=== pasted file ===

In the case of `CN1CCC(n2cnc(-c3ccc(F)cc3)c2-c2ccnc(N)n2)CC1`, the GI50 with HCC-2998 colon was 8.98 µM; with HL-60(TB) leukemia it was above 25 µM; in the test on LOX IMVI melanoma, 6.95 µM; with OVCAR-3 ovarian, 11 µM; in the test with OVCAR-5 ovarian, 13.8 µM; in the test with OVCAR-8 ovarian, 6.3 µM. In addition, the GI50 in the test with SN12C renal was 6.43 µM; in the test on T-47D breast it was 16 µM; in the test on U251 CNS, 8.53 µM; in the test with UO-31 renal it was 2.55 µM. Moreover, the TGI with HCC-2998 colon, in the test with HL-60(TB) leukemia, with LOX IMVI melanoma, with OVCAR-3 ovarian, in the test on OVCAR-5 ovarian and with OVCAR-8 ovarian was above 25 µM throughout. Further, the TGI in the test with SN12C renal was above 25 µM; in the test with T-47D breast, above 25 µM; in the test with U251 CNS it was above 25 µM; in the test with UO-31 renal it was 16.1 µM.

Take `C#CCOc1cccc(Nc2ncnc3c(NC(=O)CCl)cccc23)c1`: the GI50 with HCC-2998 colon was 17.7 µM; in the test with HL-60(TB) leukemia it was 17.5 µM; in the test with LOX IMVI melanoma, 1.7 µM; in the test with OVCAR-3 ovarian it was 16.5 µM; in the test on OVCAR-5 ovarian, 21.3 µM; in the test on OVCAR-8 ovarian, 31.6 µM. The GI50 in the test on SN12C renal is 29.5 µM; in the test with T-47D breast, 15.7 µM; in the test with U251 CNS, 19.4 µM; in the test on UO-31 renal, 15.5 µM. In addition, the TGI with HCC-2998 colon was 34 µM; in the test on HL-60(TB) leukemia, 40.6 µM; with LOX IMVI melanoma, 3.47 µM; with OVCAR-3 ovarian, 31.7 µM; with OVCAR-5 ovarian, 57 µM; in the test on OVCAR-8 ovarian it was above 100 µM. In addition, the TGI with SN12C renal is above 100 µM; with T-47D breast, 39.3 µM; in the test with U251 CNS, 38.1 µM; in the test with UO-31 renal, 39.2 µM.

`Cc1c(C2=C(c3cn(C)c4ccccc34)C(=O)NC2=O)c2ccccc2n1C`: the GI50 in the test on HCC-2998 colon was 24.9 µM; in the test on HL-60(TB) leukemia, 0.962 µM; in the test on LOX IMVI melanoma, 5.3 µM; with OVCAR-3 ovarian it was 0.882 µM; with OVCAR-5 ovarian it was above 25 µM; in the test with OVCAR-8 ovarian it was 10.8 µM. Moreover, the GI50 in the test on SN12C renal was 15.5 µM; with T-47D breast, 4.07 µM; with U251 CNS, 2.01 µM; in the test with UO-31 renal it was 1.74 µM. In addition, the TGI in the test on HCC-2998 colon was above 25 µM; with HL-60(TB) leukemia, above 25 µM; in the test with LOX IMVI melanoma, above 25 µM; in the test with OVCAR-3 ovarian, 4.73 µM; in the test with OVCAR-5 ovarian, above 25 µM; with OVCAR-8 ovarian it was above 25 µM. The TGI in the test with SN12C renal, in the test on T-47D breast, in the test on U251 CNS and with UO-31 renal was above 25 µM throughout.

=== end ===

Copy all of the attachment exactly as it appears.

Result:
In the case of `CN1CCC(n2cnc(-c3ccc(F)cc3)c2-c2ccnc(N)n2)CC1`, the GI50 with HCC-2998 colon was 8.98 µM; with HL-60(TB) leukemia it was above 25 µM; in the test on LOX IMVI melanoma, 6.95 µM; with OVCAR-3 ovarian, 11 µM; in the test with OVCAR-5 ovarian, 13.8 µM; in the test with OVCAR-8 ovarian, 6.3 µM. In addition, the GI50 in the test with SN12C renal was 6.43 µM; in the test on T-47D breast it was 16 µM; in the test on U251 CNS, 8.53 µM; in the test with UO-31 renal it was 2.55 µM. Moreover, the TGI with HCC-2998 colon, in the test with HL-60(TB) leukemia, with LOX IMVI melanoma, with OVCAR-3 ovarian, in the test on OVCAR-5 ovarian and with OVCAR-8 ovarian was above 25 µM throughout. Further, the TGI in the test with SN12C renal was above 25 µM; in the test with T-47D breast, above 25 µM; in the test with U251 CNS it was above 25 µM; in the test with UO-31 renal it was 16.1 µM.

Take `C#CCOc1cccc(Nc2ncnc3c(NC(=O)CCl)cccc23)c1`: the GI50 with HCC-2998 colon was 17.7 µM; in the test with HL-60(TB) leukemia it was 17.5 µM; in the test with LOX IMVI melanoma, 1.7 µM; in the test with OVCAR-3 ovarian it was 16.5 µM; in the test on OVCAR-5 ovarian, 21.3 µM; in the test on OVCAR-8 ovarian, 31.6 µM. The GI50 in the test on SN12C renal is 29.5 µM; in the test with T-47D breast, 15.7 µM; in the test with U251 CNS, 19.4 µM; in the test on UO-31 renal, 15.5 µM. In addition, the TGI with HCC-2998 colon was 34 µM; in the test on HL-60(TB) leukemia, 40.6 µM; with LOX IMVI melanoma, 3.47 µM; with OVCAR-3 ovarian, 31.7 µM; with OVCAR-5 ovarian, 57 µM; in the test on OVCAR-8 ovarian it was above 100 µM. In addition, the TGI with SN12C renal is above 100 µM; with T-47D breast, 39.3 µM; in the test with U251 CNS, 38.1 µM; in the test with UO-31 renal, 39.2 µM.

`Cc1c(C2=C(c3cn(C)c4ccccc34)C(=O)NC2=O)c2ccccc2n1C`: the GI50 in the test on HCC-2998 colon was 24.9 µM; in the test on HL-60(TB) leukemia, 0.962 µM; in the test on LOX IMVI melanoma, 5.3 µM; with OVCAR-3 ovarian it was 0.882 µM; with OVCAR-5 ovarian it was above 25 µM; in the test with OVCAR-8 ovarian it was 10.8 µM. Moreover, the GI50 in the test on SN12C renal was 15.5 µM; with T-47D breast, 4.07 µM; with U251 CNS, 2.01 µM; in the test with UO-31 renal it was 1.74 µM. In addition, the TGI in the test on HCC-2998 colon was above 25 µM; with HL-60(TB) leukemia, above 25 µM; in the test with LOX IMVI melanoma, above 25 µM; in the test with OVCAR-3 ovarian, 4.73 µM; in the test with OVCAR-5 ovarian, above 25 µM; with OVCAR-8 ovarian it was above 25 µM. The TGI in the test with SN12C renal, in the test on T-47D breast, in the test on U251 CNS and with UO-31 renal was above 25 µM throughout.